K12 Incorporated, a for-profit charter business has a track record of poor academic performance, misleading investors, and deliberately telling teachers to “delete bad grades.” Now, as many Illinois school districts are struggling with shrinking budgets, K12 Inc wants to milk our schools of $8,000 – $11,000 per pupil with a new, “virtual charter school.” In my first piece on this subject, I listed the public hearings for all 18 schools that K12 Virtual Learning Solutions is targeting in the Chicago Suburbs.
K12 Inc. has a Record of Poor Academic Performance and Deletes Grades to Boost Scores.
When I learned that K12 Inc was trying to get their hand in the pocket books of Aurora taxpayers, I started researching the company. One story by investigative reporter, Phil Williams, with Tennessee Channel 5 News exposes an e-mail from the Tennessee Virtual Academy’s vice principal to middle school teachers titled, “important.” The e-mail reads:
“After … looking at so many failing grades, we need to make some changes before the holidays,” the email begins.
Among the changes: Each teacher “needs to take out the October and September progress [reports]; delete it so that all that is showing is November progress.”
“Does it talk about we need to make changes in curriculum? Does it talk about we need to make changes in our teaching strategy? No,” Rep. Johnson observed. “Those changes we need to make are deleting grades from the computer system.”
In a phone conversation with Rep. Gloria Johnson, a Tennessee lawmaker, I learned that Tennessee, K12 Inc virtual businesses consistently perform in the bottom third of Tennessee schools.
In Colorado, NPR reports that K12 Inc. (Colorado Virtual Academy (COVA)) knowingly used aggressive recruitment strategies that enrolled students who were “not a good fit and would likely drop out.”
In Florida, NPR reports that K12 Inc. has a teacher to student ratio of 1:275. Overwhelmed teachers were not able to keep up or offer students the individual attention they were promised.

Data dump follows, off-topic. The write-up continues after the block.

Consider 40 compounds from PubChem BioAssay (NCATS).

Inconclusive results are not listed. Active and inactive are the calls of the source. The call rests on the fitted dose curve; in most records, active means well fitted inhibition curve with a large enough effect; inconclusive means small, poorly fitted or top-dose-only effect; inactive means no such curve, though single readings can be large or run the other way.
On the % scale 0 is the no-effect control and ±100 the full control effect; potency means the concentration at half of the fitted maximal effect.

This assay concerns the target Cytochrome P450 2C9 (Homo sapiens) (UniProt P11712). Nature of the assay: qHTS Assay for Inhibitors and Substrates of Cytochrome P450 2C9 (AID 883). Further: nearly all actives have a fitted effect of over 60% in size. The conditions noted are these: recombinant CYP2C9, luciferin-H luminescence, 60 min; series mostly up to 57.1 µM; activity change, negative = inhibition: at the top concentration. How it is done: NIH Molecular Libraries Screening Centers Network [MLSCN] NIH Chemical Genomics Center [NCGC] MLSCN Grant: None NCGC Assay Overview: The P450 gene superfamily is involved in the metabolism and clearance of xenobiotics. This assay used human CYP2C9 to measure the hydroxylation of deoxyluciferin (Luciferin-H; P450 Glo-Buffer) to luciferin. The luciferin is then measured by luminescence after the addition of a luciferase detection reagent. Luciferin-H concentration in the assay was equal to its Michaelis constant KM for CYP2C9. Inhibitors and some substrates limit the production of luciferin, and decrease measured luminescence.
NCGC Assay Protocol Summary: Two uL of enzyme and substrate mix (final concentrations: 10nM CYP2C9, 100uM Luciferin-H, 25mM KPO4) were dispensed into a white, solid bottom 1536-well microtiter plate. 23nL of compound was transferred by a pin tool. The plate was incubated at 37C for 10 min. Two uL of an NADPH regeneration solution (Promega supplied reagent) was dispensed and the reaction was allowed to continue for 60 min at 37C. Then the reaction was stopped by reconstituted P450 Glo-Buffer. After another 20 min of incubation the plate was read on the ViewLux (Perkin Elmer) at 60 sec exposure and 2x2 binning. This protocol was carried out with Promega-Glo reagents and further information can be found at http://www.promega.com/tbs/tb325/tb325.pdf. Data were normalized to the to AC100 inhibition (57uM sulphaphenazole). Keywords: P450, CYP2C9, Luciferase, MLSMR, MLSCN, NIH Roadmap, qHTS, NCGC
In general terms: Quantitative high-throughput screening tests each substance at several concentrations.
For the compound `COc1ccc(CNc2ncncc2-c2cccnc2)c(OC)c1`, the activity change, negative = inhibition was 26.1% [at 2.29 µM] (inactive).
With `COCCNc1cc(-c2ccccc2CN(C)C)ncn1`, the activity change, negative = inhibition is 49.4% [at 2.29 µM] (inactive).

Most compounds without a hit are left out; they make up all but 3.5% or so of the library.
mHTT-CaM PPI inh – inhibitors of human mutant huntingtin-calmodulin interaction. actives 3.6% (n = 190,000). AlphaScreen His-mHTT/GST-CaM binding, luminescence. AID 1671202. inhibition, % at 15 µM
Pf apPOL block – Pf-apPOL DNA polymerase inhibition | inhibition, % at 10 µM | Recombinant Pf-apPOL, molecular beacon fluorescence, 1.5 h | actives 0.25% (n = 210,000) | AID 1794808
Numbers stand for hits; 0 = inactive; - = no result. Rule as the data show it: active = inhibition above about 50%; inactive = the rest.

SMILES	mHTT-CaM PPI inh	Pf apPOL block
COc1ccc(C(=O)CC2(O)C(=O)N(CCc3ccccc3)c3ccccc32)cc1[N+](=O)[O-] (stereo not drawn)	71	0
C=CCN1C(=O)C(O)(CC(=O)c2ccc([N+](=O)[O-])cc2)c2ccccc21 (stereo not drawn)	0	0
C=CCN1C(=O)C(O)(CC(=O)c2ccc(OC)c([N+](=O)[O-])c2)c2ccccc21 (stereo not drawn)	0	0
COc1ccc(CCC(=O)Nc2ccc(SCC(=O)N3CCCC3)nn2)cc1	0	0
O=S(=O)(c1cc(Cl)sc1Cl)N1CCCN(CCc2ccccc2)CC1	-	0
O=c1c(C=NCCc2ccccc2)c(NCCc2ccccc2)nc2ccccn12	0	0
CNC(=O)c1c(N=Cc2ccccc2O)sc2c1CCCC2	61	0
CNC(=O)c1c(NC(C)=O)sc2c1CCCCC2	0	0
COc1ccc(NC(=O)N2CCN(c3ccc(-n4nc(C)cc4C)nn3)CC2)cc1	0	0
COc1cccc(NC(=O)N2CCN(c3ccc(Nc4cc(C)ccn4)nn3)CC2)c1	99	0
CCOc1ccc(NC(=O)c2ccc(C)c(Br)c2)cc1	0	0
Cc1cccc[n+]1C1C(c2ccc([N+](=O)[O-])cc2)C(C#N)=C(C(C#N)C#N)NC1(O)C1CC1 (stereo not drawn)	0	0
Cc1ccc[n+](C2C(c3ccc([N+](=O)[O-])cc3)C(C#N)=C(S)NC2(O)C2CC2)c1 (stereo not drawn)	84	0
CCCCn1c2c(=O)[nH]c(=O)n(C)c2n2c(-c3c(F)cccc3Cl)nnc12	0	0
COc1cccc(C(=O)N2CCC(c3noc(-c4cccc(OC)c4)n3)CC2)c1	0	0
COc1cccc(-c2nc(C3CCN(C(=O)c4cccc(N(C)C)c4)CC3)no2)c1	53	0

The list of complaints about K12 Inc. is endless. You can learn more by visiting the CharterSchoolScandal Blogspot.
K12 Inc. has had Legal Troubles and is Under Investigation in Florida
The Florida Department of Education is investigating K12 Inc. for using non-board certified teachers.
Florida Congresswoman, Corrine Brown is calling for a federal investigation into the on-line business.
K12 Inc also has a problem with their Wall Street investors. The company recently settled a lawsuit and paid $6.75 million for misleading investors about their ability to teach kids.
This article in Education Week talks about the lawsuit. I pulled a small excerpt.
“The lawsuit filed against K12 alleged that the company misled shareholders by overstating its academic performance, and by not providing accurate information about student-to-teacher ratios and how students are recruited. The lead plaintiff currently listed in court documents is the Arkansas Teacher Retirement System. As a publicly traded company, K12 is required to answer to shareholders, as well as to the U.S. Securities and Exchange Commission. “
K12 Inc. is a Business, not a School
K12 Inc. is traded as LRN on the New York Stock Exchange (NYSE). They have a business model that uses intense marketing and lobbying strategies to give them access to public school dollars. Over the past six years K12 Inc has spent over $36,000 from their political PAC to buy access to at least 37 Illinois lawmakers. Like every Wall Street firm, they over-pay their CEO, Ron Packard and other executives while underpaying teachers that may or may not actually have a teaching certificate.
K12 Inc. reduces brick and mortar costs by using a “virtual classroom.” This formula has proven to be profitable for K12, but test scores and education outcomes are in serious question. The chart illustrates K12’s executive compensation.
What does this mean for parents and school districts? It means that your education dollars are not going into the classroom. Instead they are going to Wall Street and K12’s CEO, Ron Packard. Those taxpayers who are concerned about high administrative pay in Illinois schools should be outraged at Packard’s compensation package. He made $5 million in 2011 and $3.9 million in 2012. Students enrolled in Packard’s virtual learning business scored at the bottom of their class. Is this what public education critics mean when they say “pay for performance?”
The bottom line here is that the K12 Inc. business model is not working in any of the states where they do business. Why would we want them in Illinois?